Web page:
Sixteen projects were selected for the Sea Grant 2019 National Aquaculture Initiative opportunity in exploring new aquaculture opportunities. These projects will focus on the development of new, and at times higher-risk, topics for which minimal foundation currently exists to inform and focus potential future investments. Read more about Virginia Sea Grant’s funded projects below.
Right now, there’s not a cost-effective method for raising Caribbean King Crabs (Maguimithrax spinosissimus) using traditional mariculture methods, but Mark Butler, a professor of biology at Old Dominion University, is investigating a new way to raise these crabs: in landlocked saltwater quarries in South Florida.
Butler received Sea Grant funding to explore new opportunities in aquaculture that would inform and focus potential future investments. Butler will assess the wild king crab genetics and the environmental conditions of the saltwater quarries in collaboration with the Mote Marine Laboratory, Florida Keys Commercial Fisherman’s Association, and Florida Sea Grant.
Butler has identified more than 150 naturally occurring quarries as possible sites for king crab mariculture. Butler will investigate whether these abandoned quarries could serve as habitat for king crab where they would be shielded from predators. The researchers will also look for genetic traits associated with health and growth in order to enhance any mariculture efforts.
The current demand for crabmeat in the United States has resulted in imported crab meat. King crab shows promise as a local seafood commodity for Florida due to its similarity to the Alaskan King Crab in flavor and consistency. King crab growth rates are comparable to other species of crabs that support profitable fisheries, according to previous research. Research has also indicated king crab in Florida could support a niche soft-shell market similar to that of the soft-shell blue crab market in the mid-Atlantic.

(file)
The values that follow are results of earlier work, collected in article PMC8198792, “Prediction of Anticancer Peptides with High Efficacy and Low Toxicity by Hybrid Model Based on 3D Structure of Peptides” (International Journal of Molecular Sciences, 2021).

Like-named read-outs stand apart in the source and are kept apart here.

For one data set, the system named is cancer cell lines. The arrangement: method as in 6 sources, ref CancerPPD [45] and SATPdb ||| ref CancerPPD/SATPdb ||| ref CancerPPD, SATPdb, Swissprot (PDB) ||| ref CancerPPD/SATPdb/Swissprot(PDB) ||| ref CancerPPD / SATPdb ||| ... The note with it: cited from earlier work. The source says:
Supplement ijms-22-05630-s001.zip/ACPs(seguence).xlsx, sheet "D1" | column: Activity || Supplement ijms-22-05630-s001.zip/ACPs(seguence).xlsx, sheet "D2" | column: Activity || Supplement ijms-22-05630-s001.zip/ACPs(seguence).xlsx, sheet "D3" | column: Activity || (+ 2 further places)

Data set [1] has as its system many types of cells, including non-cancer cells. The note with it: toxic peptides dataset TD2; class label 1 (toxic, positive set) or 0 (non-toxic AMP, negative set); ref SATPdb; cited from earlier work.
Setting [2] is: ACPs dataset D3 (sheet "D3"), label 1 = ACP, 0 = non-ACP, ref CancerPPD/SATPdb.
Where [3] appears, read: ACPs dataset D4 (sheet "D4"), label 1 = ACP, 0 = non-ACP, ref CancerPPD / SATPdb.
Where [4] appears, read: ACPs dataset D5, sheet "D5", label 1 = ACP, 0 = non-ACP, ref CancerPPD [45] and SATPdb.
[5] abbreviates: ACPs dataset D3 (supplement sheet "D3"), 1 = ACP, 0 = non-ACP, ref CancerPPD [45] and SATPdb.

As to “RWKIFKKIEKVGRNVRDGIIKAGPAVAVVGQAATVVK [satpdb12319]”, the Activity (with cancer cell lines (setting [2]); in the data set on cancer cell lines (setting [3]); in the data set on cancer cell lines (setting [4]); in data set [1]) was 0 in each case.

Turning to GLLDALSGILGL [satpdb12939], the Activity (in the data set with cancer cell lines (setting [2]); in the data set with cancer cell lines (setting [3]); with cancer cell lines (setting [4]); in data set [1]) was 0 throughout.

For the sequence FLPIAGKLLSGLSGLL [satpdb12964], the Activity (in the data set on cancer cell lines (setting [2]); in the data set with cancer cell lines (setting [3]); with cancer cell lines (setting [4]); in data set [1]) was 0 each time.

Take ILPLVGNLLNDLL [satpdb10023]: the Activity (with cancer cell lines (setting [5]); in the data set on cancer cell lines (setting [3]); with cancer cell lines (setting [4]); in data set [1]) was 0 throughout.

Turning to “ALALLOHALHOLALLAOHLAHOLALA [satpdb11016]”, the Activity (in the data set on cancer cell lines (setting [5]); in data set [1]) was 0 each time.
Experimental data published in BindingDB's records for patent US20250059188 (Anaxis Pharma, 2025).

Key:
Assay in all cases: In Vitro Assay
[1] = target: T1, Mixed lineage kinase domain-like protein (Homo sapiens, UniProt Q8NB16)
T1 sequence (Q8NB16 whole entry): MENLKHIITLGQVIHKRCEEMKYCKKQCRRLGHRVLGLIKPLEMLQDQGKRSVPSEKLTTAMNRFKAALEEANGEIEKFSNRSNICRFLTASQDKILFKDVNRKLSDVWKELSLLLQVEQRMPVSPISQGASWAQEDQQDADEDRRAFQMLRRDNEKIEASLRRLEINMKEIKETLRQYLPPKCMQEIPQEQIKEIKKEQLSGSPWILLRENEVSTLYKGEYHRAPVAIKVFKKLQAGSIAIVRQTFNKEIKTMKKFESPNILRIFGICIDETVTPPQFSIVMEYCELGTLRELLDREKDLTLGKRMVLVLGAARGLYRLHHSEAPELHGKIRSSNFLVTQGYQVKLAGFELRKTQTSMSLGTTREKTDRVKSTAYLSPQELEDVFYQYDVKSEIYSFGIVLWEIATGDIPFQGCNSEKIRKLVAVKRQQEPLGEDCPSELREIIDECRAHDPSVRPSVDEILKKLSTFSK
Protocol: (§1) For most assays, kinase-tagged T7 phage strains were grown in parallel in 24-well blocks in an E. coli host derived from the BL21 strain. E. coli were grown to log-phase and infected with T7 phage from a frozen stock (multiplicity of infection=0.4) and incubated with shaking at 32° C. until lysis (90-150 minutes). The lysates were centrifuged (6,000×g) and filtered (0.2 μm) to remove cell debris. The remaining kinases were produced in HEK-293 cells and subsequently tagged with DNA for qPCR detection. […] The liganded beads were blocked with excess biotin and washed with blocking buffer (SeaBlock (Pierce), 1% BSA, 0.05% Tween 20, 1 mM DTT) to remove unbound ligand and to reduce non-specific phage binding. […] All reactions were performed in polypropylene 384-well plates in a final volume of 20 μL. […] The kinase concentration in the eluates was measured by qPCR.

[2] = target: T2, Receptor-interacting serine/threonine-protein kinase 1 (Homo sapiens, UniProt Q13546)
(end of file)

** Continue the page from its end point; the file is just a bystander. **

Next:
King crab mariculture could also provide a source of crabs to aid in coral reef restoration. Excess algal cover on reefs impedes reef growth and recovery. Caribbean King Crab—usually found at a low density on reefs—are herbivores that eat algae growing on coral reefs. Butler’s previous research indicates king crabs have high grazing rates for algae, and will consume the types of algae that other herbivores avoid. Introducing king crabs would reduce the algae cover, allowing reefs to recover and support biodiversity.
Virginia’s shellfish aquaculture industry, consisting of hard clams and oysters, is currently valued at more than $53 million in annual farm gate value, and the oyster industry continues to expand. One constraint to aquaculture, fouling organisms, are pests that reduce profitability due to the labor costs to remove them or the damage they cause for the shellfish.
In Virginia, two main fouling organisms for oyster aquaculture are the boring sponge (Cliona spp.) and the mud blister worm (Polydora websteri). These two organisms bore into oyster shells and weaken them, causing the oysters to crumble and break when shucked.
Karen Hudson, a shellfish aquaculture specialist with the Marine Advisory Program of the Virginia Institute of Marine Science (VIMS), will test a rapid-detection method for these organisms in collaboration with the Virginia Sea Grant Marine Extension Program, VIMS Fisheries Science, and Bay Oyster Company.
This project will investigate the possibility of a species-specific assays for boring sponge and mud blister worm. This detection tool would use the traces of their DNA in the environment, known as eDNA, to test for the presence of these fouling organisms.
Neither the mud blister worm or boring sponge are new to Virginia’s aquaculture farms, although farmers have reported that the boring sponge has become a more widespread problem in recent. A rapid-detection method for these pests would give aquaculture farmers an early warning about their presence on oyster leases, and a chance to begin mitigation strategies.
Hudson and her collaborators will investigate this proof-of-concept eDNA method for spotting boring sponge and mud blister worm, which could be further developed if successful. Advance warning would allow aquaculture farmers to begin early treatments for the pests, resulting in more “shuckable,” aesthetically pleasing—and valuable—oysters.
Published Oct. 5, 2019